yoga blog

yoga nutrition: niyama, energy and focus

yoga nutrition: niyama, energy and focus

I’ve been practicing and teaching yoga for almost 15 years now. I have to say that my diet has definitely been a huge factor in my practice and my life.

Niyama is the second limb of yoga. It has to do with personal observances. The fuel (food) that we put into our bodies definitely relates to this limb. In many respects it is all about the self discipline we need to avoid all the inferior and even harmful foods and drinks that we come into contact with as we shop in grocery stores and eat out in restaurants. It’s a challenge to be sure!

hot-yoga-teacher-training-200hr-certification-300Here’s an average day for me. In the early/mid morning I eat nothing but fresh fruit and superfood smoothies. I also hydrate with pure water, I use distilled water with a little fresh squeezed lemon and a pinch of sea salt to add electrolytes. This is perfect if I am teaching or taking class in the morning. My body has just been infused with life giving nutrients and enzimes and is loaded with energy. I’m not bogged down wasting that precious energy digesting a huge breakfast. I also try to drink a lot after class to re-hydrate.

That takes me to about noon. By lunch I’m usually really hungry! As we say in Massachusetts “I’m Staaavin!” Since I’m a vegetarian my choice at lunch is usually a veggie sandwich. Organic tomato, avocado, cukes, romaine lettuce, spinach, peppers, eggplant, and sprouts are some of my mainstays. I use grape seed vegenaise as a dressing adding a couple of cloves of fresh (crushed ) garlic and some sesame, chia and sunflower seeds to the vegenaise. The medicinal properties of fresh garlic are legendary. Awesome for the immune system. For bread I use a variety of health food brands, Ezekial, Alverado ST, Rudi’s, lightly toasted. Consider gluten free breads. If I (cheat?) with chips I get a good brand like Garden of Eaton.

Niyama, the act of eating consciously

If I’m teaching or practicing in the afternoon I don’t eat again until after I’m done and then just a little bit. Really, the less you eat the less hungry you are. If I get home in the evening I might have a little rice and a salad, or some pasta. I always try to drink a lot in the evening to keep hydrated. Other dishes I have for supper are salads, salads, and more salads, pastas, grain loafs and veggie burgers, steamed and quick fried vegetables, rice dishes, the list of awesome vegetarian fare is endless, and eating as much raw foods as possible is essential.

beyond-26-2-yoga-teacher-training-300How does this help my yoga practice? I have more energy and stamina, There’s less in my stomach and digestive system so it’s easier to stretch and compress, I’m hydrated so my muscles are hydrated and less prone to fatigue and cramping. I never drink during class, therefore I have more focus because my body has what it needs to function properly. I have the peace of mind knowing that I’m doing the best that I can in giving my body what it needs, so it leaves me free to focus on my mental game, and of course, my breathing.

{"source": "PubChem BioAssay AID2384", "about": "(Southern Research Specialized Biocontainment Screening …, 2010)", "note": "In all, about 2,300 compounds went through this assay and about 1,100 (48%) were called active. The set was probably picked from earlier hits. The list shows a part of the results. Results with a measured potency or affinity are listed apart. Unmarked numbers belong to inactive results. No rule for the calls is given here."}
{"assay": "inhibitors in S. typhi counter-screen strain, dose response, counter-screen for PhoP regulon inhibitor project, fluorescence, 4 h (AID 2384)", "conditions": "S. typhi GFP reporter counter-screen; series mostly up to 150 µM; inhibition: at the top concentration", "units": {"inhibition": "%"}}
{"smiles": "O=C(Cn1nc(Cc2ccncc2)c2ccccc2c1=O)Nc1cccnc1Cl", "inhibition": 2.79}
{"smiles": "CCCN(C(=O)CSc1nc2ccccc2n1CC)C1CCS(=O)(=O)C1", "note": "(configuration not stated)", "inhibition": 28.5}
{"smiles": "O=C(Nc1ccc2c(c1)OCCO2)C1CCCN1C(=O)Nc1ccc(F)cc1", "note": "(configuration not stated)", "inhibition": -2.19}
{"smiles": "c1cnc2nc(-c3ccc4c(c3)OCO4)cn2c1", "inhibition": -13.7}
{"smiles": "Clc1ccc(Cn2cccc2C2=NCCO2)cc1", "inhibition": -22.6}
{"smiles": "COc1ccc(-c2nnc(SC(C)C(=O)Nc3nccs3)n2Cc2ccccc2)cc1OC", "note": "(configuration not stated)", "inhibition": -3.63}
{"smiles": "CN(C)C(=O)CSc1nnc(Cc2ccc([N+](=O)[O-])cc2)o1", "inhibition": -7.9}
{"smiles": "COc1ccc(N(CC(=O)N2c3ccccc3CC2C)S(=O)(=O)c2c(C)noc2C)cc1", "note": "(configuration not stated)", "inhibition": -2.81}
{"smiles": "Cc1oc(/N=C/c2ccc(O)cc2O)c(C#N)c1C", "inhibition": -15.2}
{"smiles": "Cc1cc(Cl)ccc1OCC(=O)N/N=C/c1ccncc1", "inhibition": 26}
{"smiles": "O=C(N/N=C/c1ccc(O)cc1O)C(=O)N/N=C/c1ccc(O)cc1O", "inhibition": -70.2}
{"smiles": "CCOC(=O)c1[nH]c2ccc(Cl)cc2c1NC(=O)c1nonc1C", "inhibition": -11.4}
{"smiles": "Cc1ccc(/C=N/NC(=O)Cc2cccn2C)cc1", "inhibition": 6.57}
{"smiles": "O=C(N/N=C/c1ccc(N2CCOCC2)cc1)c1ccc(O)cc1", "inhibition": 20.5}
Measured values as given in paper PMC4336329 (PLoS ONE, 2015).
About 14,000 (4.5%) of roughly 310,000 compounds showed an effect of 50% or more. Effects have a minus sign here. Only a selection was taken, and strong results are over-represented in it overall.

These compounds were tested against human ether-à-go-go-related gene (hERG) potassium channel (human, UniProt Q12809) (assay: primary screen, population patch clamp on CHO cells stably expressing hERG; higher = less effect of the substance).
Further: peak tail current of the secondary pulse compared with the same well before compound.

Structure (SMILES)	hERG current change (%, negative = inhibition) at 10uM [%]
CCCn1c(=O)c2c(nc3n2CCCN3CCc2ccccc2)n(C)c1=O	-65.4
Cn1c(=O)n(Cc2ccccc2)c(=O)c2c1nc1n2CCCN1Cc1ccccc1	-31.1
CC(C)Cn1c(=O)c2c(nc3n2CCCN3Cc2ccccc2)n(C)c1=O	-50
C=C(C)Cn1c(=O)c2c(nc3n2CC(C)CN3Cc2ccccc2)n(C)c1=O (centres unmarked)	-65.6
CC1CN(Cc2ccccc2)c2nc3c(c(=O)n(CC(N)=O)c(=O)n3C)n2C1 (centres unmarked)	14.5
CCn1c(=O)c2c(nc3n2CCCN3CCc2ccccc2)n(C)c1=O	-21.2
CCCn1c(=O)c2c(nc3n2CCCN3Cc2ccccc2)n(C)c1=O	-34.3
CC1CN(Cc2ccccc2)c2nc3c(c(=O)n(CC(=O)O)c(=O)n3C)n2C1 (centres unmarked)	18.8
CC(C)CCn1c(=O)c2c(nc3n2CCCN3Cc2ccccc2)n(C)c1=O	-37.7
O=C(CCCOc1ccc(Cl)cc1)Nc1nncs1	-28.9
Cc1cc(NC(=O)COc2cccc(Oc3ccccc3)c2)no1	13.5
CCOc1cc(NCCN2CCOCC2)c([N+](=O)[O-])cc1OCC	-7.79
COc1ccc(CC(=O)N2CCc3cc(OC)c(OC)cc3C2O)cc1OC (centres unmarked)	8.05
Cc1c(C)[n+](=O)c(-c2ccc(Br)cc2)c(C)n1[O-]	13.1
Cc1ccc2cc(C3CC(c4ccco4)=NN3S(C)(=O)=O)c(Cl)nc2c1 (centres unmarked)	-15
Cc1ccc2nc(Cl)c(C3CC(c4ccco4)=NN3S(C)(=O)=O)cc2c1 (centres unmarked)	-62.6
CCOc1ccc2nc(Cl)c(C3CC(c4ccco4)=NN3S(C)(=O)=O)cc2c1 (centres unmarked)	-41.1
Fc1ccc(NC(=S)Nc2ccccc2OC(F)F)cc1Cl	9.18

my yoga food tips

So! Some of my tips are: first of all, do the best you can. Read labels, try to eat a little less, check out superfoods, foods rich in omega 3, choose organic fruits and vegetables, get a juicer, use medicinal herbs, go raw, eat seeds and sprouts, consume less sugar, watch for GMO’s, eat more fresh raw foods, less processed foods, cut back on the coffee (try green tea) Generally speaking, do research and make wise choices. There’s a lot of information out there, some good some not so good. Find out what makes sense and works best for you and your yoga practice.

As for what I call the dark side, well, I don’t drink alcohol or smoke so I can’t really relate. My yoga class suffers if I had an order of french fries the night before for gosh sakes! I can only imagine (and I’ve seen from the teachers prospective) how someone feels in a morning class after drinking and smoking all night. Just try to remember what that stuff does to your body and try your best to cut back or maybe quit. We all struggle with our addictions and bad habits, it’s the human experience. Don’t beat yourself up and remember you always have the chance to start again.

In closing I have to say that I truly believe in yoga and the practice of hatha yoga. If you are committed to a regular daily practice I think you will move away from all these “bad” habits. You will find that they are a hindrance to your yoga practice.

Gary Davis

I started my yoga practice in the year 2000 after sustaining a serious injury. I was 48 years old at the time, and, after a lifetime of abusing my body through team sports, lifting weights and running, I decided it was time to pursue a more realistic exercise program. For the first year and a half, I cultivated a home practice, faithfully doing a hot yoga series in various heated bathrooms, garages and attics. Once I found a studio, I jumped into a regular practice, which I continue to this day. I became a Bikram certified teacher in 2009, and have taught yoga in Sarasota, the Northeast, and the Evolation studio in Tampa Bay. Teaching yoga is my full time occupation. I am also on the Evolation teacher training faculty and I feel really fortunate to be involved in the process of training new teachers. I'm just about to turn 62, and I'm in the best shape of my life — physically,mentally, and spiritually. One of my goals is to get more people my age practicing yoga.